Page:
Two types of ice and why they matter
Last summer, the extent of Antarctica’s sea ice reached a record high, denying supply ships access to Mawson station, and requiring all supplies to be flown in by helicopter. How can ice shelves be melting while sea ice is growing?
It’s important not to confuse the two, says NASA climate scientist Ala Khazendar: “They both float – and that’s about it.”
Sea ice is only a metre or two thick. Its extent depends mostly on wind strength, but also on ocean temperature, waves, currents and tides. Paradoxically, increased sea surface temperatures boost the extent of sea ice. Thinner ice layers break up and are spread more easily by winds.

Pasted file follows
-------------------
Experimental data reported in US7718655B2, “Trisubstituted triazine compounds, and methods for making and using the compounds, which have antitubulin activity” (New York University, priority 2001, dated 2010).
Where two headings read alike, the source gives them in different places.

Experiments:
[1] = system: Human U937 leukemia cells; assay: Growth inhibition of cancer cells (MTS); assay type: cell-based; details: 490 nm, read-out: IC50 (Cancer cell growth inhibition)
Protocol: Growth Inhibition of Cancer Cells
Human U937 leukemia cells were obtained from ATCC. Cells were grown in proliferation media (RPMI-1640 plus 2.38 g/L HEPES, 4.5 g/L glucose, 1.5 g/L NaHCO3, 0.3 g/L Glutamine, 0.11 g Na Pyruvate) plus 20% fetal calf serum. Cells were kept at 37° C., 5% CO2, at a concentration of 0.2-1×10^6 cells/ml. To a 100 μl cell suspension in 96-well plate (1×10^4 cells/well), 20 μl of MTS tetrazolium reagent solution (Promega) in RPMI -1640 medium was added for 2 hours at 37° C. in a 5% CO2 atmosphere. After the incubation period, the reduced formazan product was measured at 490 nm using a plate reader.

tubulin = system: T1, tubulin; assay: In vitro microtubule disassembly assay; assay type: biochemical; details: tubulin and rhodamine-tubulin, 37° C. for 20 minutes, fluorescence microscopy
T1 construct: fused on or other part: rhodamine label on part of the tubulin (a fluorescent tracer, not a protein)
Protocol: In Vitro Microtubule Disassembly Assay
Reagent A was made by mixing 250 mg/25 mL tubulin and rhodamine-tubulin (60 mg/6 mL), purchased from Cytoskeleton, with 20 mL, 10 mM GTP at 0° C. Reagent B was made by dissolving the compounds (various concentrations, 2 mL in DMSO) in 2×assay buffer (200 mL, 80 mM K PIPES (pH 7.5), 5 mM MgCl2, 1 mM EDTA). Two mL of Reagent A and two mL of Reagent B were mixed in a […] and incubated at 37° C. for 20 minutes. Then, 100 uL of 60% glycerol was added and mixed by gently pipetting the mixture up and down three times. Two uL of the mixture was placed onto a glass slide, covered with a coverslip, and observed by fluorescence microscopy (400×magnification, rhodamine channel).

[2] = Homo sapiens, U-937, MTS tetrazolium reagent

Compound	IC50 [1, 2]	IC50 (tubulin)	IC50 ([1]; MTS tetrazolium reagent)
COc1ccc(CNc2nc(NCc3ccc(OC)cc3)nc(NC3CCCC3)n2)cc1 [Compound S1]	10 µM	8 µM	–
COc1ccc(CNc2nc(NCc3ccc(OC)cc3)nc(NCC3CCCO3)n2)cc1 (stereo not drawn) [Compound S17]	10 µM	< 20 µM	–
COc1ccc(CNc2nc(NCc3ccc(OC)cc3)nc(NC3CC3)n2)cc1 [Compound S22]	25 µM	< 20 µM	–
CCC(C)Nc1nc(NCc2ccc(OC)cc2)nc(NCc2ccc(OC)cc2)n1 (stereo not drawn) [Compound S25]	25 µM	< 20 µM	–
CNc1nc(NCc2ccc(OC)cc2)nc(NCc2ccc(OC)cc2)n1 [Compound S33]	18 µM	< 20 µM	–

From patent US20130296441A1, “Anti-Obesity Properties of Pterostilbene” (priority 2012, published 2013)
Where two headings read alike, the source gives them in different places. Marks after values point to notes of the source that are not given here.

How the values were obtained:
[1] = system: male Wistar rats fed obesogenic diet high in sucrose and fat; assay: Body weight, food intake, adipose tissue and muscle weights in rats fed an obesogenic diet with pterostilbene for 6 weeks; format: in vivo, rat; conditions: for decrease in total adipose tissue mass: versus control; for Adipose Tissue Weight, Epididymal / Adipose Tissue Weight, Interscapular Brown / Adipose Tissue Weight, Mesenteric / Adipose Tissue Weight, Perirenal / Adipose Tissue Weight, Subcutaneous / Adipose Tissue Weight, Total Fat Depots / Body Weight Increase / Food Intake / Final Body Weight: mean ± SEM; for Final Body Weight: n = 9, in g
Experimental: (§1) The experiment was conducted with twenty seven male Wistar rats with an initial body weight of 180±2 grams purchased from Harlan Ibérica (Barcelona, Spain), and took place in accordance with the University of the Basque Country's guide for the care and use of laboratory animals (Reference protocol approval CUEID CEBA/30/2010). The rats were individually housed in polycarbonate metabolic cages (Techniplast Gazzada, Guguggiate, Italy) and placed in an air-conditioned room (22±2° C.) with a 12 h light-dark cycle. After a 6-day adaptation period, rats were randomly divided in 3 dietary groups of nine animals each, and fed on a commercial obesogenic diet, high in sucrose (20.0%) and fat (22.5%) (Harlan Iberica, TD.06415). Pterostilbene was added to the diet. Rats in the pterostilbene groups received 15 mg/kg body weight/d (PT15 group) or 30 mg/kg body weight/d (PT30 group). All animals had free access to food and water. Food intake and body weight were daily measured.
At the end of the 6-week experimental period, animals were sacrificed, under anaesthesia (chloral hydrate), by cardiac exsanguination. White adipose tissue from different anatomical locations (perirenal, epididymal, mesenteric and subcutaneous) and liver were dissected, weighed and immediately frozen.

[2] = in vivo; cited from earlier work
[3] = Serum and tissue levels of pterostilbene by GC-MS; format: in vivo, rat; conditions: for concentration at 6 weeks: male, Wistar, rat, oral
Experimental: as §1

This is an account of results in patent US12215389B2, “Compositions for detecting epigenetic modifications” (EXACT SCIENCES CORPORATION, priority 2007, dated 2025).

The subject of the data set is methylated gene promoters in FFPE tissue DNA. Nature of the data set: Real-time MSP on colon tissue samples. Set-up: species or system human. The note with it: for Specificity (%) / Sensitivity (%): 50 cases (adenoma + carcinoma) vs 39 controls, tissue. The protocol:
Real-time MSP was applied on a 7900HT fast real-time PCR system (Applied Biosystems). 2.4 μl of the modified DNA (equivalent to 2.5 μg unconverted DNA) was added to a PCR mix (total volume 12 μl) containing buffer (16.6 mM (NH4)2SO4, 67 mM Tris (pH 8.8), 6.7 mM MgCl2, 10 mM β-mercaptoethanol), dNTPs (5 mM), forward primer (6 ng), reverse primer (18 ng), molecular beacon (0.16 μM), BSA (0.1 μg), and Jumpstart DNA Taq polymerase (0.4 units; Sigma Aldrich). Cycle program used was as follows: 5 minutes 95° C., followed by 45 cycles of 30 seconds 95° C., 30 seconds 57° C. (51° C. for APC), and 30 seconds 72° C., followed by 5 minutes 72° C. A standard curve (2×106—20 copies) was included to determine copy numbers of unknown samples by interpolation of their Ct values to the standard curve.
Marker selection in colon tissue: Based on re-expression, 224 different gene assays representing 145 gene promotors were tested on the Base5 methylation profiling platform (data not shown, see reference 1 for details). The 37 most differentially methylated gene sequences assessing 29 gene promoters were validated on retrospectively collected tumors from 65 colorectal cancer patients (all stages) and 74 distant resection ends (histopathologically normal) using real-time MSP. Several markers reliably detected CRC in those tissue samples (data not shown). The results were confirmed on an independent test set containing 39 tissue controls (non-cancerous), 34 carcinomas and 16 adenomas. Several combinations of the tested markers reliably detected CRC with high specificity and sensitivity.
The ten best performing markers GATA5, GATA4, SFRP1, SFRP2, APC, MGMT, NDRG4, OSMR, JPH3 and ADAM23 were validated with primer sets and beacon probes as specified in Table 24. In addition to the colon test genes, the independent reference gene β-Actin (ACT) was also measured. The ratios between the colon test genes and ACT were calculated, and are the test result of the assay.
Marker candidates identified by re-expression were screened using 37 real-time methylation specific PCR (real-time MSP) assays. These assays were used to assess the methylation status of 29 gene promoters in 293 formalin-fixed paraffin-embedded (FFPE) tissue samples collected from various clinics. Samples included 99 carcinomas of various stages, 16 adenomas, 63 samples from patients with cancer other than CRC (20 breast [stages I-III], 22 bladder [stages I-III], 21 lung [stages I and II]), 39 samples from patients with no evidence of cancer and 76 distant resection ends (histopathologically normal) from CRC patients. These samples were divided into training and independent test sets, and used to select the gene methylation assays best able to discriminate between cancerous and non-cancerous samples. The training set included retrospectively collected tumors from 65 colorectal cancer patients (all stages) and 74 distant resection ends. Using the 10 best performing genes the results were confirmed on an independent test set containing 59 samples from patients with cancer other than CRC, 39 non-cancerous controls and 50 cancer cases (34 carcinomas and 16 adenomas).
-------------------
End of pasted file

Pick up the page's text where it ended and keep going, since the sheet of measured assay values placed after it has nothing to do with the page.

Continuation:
The winds swirling around Antarctica have been blowing more strongly over the past few decades due to the steepening temperature gradient between the warming equator and the atmosphere over Antarctic, which has been cooled by the hole in the ozone layer. This has concentrated the winds into a tighter circle.
Down near the surface, strong southerlies, fresh off the West Antarctic ice sheet blow sea ice away from the coast to extend far into the Southern Ocean. But warmer winds from the north, such as those blowing onshore to the western edge of the Antarctic Peninsula, produce far less sea ice.
Belinda Smith is a science and technology journalist in Melbourne, Australia.